On May 29, 2018, President Buhari, in his democracy day speech promised Nigerians that he would sign the much demanded political office seekers' age criteria amendment bill tagged "Not too young to run act" into law. He graciously fulfill that promise at the council chambers of the state house three days after.

His short address to the teeming Nigerian youths after signing the bill reads: "You can now aspire for President!"

The youths shouted Eureka!

But he went further to add humour to it, by urging them to postpone their aspirations till after 2019, to enable him run and finish off his tenure. Everyone in the hall bursted into joyous laughter.

But little did they know that age has little or nothing to do with being a good political office holder or a patriotic citizen. The errors, missteps and unguarded behaviours from many young political officials in the past five years have confirmed this. And the latest is the current scandal caused by veteran actor and Lagos State House of Assembly lawmaker -- Hon. Oluwashola Desmond Elliot's statements.

The last few days have seen numerous hostile reactions to his comments berating Nigerian youths and supporting the federal legislative assembly to pass a bill to regulate social media. He irritantly called the #EndSARS peaceful protesters "children." He demeaned his fellow compatriots who selflessly took to streets to demand a better government from our leaders.

The unprecedented dust raised by his position and the widespread condemnation which it received, was a pointer that we are on cause to self realisation. The youths are not sparing anyone (old or young) once their jingoistic struggle is attacked.

However, his gaffe has more lesson to Nigerians than meets the eye. It showed that the "Not too young to run law" is not the solution to our leadership undoing in this country. I had earlier discussed this point in a newspaper column six months ago, on May 13, when the appointment of Prof. Ibrahim Gambari as Chief of Staff to the President was made public, and I will share the excerpts here:

"...it is now proven (to those opposing it before), that Nigeria's development impasse was caused neither by the daft illiteracy nor intellectual flambouryance of her leaders.

In the same way, we have seen that their age differences wasn't our undoing either. I was never a fan of "Not too young to run" bill.

If we accused and excused the President on the ground that he is not an ivory tower intellectual, on what basis will we excuse the alleged blunders of Late Mallam Kyari who was educationally sophisticated and armed with the best of academic certificates?

Similarly, many also believed that the President's perceived anachronistic style of leadership was due to his old age. But this turned out to be ironical, when the youngest senator from Adamawa goofed and earned for himself the title of a "slapping" Senator, and the youngest of the present Governors flopped, and became a habitual salary debtor. That was when we realized how irrelevant age is to being a good leader.

Somewhere in south east, a Ph.D holder is superintending over a state with the highest number of unpaid salaries and dirtiest environment. While his contemporary in Oyo, with academic qualifications shy of his, is fulfilling electoral mandate with the speed of light.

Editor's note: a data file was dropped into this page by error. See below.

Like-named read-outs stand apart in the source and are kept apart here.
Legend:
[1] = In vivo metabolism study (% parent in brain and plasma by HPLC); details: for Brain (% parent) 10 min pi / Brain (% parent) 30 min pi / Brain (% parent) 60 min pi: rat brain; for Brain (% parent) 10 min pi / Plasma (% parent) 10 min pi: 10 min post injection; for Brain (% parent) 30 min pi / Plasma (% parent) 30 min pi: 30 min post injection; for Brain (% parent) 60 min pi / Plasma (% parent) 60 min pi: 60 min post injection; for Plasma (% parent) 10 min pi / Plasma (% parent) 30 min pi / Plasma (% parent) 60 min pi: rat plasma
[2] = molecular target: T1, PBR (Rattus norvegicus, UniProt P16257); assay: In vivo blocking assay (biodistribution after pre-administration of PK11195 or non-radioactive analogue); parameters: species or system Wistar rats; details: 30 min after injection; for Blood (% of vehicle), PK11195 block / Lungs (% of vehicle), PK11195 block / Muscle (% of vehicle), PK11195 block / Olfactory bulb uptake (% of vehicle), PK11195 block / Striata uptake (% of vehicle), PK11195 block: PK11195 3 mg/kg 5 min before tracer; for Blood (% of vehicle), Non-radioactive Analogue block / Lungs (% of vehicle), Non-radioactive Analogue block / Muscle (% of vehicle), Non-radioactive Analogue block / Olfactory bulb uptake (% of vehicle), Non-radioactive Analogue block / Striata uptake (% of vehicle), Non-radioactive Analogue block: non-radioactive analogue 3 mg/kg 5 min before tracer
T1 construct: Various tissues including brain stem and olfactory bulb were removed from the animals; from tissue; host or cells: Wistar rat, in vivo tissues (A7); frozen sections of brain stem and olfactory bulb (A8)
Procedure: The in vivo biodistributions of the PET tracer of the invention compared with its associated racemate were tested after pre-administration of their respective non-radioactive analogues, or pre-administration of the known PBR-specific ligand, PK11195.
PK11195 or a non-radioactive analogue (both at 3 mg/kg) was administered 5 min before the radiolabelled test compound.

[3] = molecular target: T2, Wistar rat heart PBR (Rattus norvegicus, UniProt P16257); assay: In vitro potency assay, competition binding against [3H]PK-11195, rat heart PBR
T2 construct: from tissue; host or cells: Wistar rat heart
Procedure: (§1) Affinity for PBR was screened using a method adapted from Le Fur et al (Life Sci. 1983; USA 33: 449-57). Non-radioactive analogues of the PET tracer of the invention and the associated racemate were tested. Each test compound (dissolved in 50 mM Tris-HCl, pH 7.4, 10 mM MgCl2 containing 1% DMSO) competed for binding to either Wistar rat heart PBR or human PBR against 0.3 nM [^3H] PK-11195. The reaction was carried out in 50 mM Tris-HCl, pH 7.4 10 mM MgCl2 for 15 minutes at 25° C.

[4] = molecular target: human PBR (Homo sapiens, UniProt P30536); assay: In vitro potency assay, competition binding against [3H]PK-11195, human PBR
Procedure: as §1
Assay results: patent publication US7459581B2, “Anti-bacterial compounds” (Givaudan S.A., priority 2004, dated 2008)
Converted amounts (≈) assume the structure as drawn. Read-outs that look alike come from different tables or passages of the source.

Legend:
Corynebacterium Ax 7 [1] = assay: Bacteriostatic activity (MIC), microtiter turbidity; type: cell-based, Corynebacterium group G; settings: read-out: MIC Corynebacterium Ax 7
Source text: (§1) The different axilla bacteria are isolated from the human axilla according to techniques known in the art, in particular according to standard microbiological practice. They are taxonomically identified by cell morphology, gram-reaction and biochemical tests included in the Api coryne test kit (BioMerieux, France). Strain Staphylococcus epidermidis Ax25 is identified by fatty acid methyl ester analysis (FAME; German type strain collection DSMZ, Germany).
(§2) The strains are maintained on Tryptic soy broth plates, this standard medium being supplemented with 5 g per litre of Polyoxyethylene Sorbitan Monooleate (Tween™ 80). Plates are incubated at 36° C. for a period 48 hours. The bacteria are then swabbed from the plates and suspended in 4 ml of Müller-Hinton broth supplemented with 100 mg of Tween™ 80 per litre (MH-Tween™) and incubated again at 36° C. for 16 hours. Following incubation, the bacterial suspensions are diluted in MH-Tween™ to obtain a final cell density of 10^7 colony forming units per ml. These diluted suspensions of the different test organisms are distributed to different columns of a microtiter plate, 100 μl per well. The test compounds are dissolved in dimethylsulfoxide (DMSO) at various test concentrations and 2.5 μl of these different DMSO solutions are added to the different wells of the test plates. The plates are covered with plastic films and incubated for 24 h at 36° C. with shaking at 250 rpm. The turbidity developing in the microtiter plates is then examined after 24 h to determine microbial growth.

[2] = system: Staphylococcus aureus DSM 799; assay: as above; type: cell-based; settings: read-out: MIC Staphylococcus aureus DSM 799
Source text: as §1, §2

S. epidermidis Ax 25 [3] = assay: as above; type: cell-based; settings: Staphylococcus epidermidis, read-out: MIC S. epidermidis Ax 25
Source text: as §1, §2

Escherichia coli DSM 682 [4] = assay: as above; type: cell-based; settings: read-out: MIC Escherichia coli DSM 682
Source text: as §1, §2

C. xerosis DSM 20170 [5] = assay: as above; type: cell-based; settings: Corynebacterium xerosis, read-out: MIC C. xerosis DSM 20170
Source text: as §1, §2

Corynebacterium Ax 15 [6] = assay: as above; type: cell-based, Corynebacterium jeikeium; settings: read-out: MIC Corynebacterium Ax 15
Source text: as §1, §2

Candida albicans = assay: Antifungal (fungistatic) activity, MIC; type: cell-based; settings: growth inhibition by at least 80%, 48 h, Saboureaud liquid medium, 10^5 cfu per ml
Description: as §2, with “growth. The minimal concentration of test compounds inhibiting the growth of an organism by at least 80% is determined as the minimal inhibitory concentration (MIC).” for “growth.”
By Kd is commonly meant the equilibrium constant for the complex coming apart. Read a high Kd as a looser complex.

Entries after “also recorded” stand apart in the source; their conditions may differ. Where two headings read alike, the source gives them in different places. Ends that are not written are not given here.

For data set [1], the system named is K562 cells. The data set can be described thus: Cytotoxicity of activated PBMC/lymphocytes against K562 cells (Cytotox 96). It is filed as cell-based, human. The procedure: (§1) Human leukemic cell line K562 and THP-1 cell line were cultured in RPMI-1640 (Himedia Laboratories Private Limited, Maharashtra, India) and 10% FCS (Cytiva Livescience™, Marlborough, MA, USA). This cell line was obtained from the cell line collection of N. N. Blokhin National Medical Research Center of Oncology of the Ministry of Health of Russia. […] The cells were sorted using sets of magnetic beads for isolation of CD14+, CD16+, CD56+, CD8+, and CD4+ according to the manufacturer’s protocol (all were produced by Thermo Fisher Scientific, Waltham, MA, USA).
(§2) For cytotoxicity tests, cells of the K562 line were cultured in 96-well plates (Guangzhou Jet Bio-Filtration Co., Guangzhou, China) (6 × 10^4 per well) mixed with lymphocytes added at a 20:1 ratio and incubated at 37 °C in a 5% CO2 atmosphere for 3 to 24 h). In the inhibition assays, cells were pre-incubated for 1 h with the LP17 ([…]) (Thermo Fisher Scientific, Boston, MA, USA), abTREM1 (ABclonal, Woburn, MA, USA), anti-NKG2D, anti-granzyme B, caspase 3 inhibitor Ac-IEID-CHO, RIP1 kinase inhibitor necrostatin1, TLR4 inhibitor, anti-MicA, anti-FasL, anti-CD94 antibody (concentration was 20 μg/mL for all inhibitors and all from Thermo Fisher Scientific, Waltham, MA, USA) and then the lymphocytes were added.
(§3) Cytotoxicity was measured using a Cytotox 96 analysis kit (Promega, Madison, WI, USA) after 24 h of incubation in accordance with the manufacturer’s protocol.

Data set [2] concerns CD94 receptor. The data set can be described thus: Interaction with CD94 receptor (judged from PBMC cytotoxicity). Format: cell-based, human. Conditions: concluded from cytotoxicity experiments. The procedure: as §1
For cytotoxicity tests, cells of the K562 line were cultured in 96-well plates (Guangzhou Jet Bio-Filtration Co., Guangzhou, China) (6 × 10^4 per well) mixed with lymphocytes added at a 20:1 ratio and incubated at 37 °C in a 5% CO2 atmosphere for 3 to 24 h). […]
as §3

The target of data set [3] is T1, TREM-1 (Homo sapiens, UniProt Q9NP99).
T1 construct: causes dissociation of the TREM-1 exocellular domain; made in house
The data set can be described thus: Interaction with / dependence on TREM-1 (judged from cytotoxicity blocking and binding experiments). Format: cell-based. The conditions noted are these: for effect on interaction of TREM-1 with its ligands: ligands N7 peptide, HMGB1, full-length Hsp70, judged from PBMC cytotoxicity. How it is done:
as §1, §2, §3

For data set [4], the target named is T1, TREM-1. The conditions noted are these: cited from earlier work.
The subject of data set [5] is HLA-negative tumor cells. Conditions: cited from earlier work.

Mallam Kyari, like yourself (referring to CoS Gambari) belonged to the class of beautiful brains - he, a Cantabrigian and you, a Columbian, are alumni of the best Universities in the world. But he was not rated well in office by Nigerians, when he was given the opportunity to prove that Cambridge passed through him and not just he passing through Cambridge.

As a result, not a few Nigerians are losing taste for 'paperly' or 'youthfully' qualified public stewards.

What we lack are leaders with good heart and patriotic spirit; and not necessarily leaders with good academic qualifications or youthful ages. One can be an SSCE holder and outperform most Professors in their insatiable greed. One can also be a septuagenerian like yourself, and perform better than quadragenarians in their youthful exuberance and juvenile delinquency. It's all about exhibiting love for fatherland and having integrity in office."

When Eliot contested for the House of Representatives at 41, youths saw in him, an Ambassador. They trusted and voted for him, hoping he would be their alter ego in politics, charting the right cause for Nigeria of our dream.

But surprisingly, while older men like Senator Abaribe is in the Senate arguing against the social media proscription bill, the supposed youths' 'Ambassador' - Hon. Eliot was raising his voice against it, in the lower parliament in lagos.

Therefore, Hon. Elliot's seeming irritational statement has to be tackled with regard to his status as a public servant without appeal to his age or educational exposure.

His reference to the youths who constituted the bulk of the electorates who gave him the mandate as "kids" shows he has no regard for them. How could he, when all he needed is the nod of Lagos strong man in Bourdillon to emerge victorious in every poll.

It was an infamous outing and his media advisers may have a lot of image laundering and public perception purification to do, to salvage his presently soiled image. Even in the apology he tendered yesterday, one could see the politicization of his acclaimed 'remorse' as he insists he was moved to the utterances by the economic impact of the notorious looting around the country.

To him, that was enough reason to mop up all the youths and tie them with the same rope of 'children.'

If Nigeria's future which the youths are always defined as, is prefigured and moulded in the likes of Elliot's personality, then we are done for.

The ball is in the court of Surulere Federal constituency.representative.

God bless Nigeria.

...Eze Jude O, a Laboratory scientist and public affairs analyst. NNL.

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